By John Pescatore
A stream of new Microsoft security flaws and the demands of patching them make the use of personal firewalls a critical enterprise requirement.
On 9 July 2003, Microsoft issued three new security alerts that identified critical vulnerabilities in the Windows operating system and Windows-based applications.
In little more than six months of 2003, Microsoft has issued twelve critical vulnerability alerts that require enterprises to patch every Windows-based PC. (More than half of these alerts have appeared in the past 90 days alone.) Most real-world hacker attacks focus on Internet-exposed servers, but the growing use of corporate desktops on broadband connections (whether cable modem service, digital subscriber lines or wireless LAN “hot spots”) means that corporate PCs, particularly laptops used by remote workers, are more exposed to direct Internet-based attacks. Many of the recently identified vulnerabilities lend themselves to mass exploits via HTML- formatted e-mail, making scripted attacks likely – they require little technical sophistication.
Deploying the number of patches required by the Microsoft vulnerabilities to every corporate PC may take an enterprise six months or longer, and 18 months is not unusual. Moreover, Gartner believes that more Microsoft desktop vulnerabilities will be discovered in the immediate future. For this reason, system administrators should ensure that, at a minimum, every laptop in use – ideally every PC – has a personal firewall that limits exposure to Internet connections and keeps unauthorized executables from running. Internet Connection Firewall, built into Windows XP, is not sufficient because it blocks only incoming connections. Enterprises should also implement URL blocking products at the corporate firewall that maintain blacklists of URLs known to lead to sites that attempt to exploit these vulnerabilities.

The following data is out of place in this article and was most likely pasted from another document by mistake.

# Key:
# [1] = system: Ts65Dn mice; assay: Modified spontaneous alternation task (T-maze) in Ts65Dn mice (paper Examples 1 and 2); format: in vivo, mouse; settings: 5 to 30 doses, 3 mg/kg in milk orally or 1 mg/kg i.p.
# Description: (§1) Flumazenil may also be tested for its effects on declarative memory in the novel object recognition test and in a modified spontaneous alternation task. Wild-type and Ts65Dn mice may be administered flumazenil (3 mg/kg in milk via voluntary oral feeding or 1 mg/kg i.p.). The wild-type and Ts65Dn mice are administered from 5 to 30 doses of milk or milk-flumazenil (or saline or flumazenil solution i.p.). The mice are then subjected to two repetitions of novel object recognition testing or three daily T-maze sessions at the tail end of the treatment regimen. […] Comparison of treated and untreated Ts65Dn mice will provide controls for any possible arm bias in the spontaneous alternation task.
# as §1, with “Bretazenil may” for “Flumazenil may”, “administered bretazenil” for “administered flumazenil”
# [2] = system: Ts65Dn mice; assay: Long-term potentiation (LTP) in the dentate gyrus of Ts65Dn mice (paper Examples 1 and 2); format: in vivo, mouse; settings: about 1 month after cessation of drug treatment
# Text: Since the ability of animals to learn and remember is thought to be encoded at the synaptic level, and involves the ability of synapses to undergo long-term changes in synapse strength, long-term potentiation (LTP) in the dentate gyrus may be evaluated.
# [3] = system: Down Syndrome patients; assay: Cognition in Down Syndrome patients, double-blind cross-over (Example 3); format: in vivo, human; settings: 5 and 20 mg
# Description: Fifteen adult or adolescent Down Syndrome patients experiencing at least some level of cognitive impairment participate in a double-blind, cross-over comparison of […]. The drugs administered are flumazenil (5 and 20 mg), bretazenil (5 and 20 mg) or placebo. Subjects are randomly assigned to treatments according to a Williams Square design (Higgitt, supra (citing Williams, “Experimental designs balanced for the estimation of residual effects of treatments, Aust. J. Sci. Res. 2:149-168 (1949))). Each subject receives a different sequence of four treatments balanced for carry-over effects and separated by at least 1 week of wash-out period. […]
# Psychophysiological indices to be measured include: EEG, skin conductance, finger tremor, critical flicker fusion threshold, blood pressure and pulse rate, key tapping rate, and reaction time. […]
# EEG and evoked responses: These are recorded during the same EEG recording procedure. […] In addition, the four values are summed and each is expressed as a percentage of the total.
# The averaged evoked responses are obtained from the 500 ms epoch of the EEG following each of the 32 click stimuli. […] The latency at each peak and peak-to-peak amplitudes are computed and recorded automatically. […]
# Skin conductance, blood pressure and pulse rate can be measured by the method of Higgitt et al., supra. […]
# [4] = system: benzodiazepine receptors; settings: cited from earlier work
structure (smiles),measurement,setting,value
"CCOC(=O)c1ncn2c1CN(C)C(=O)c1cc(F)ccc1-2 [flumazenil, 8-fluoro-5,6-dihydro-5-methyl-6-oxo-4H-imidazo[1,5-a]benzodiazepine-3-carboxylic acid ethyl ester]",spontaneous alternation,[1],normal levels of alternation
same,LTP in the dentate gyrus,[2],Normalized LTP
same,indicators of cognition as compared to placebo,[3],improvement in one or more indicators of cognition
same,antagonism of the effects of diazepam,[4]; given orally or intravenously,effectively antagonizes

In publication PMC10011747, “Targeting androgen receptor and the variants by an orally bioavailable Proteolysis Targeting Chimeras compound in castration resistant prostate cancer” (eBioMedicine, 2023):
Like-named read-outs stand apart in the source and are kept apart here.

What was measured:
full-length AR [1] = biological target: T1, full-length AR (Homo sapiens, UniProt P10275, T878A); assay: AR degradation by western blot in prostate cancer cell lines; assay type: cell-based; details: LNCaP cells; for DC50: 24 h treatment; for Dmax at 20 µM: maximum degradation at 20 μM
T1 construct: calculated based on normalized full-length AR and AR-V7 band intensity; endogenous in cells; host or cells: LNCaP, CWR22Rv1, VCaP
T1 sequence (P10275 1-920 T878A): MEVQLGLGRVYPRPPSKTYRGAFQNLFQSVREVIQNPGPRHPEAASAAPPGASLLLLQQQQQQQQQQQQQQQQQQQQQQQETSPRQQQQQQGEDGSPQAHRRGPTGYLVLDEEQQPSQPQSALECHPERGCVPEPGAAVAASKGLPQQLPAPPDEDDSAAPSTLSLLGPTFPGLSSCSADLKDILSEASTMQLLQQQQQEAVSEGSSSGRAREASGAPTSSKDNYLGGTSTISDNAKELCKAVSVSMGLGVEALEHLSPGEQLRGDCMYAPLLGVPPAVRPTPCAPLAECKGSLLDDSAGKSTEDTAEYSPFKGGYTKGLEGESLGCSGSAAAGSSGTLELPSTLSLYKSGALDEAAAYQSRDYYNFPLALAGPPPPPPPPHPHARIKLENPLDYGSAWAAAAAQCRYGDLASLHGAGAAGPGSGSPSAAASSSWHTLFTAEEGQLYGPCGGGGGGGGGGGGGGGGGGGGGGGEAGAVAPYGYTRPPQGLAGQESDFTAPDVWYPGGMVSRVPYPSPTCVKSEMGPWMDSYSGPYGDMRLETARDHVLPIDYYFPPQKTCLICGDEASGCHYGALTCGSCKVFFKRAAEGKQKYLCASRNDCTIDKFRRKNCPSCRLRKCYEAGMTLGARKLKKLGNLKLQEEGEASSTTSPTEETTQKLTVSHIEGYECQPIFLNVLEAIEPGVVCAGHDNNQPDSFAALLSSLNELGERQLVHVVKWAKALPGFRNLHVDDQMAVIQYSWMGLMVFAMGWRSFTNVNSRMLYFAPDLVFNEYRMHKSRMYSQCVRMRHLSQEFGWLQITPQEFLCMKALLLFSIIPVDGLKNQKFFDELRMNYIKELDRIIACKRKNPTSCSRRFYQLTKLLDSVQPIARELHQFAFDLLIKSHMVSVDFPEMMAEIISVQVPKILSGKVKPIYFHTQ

Analytical Source: John Pescatore, Gartner Research
Written by: Terry Allan Hicks, Gartner News
Recommended Reading and Related Research
“Magic Quadrant for Personal Firewalls, 1H03” – Enterprises must install personal firewalls on remote devices that access their networks. By John Girard
“Defining Intrusion Prevention” – Intrusion detection is fading away, replaced by intrusion prevention. By John Pescatore and Richard Stiennon
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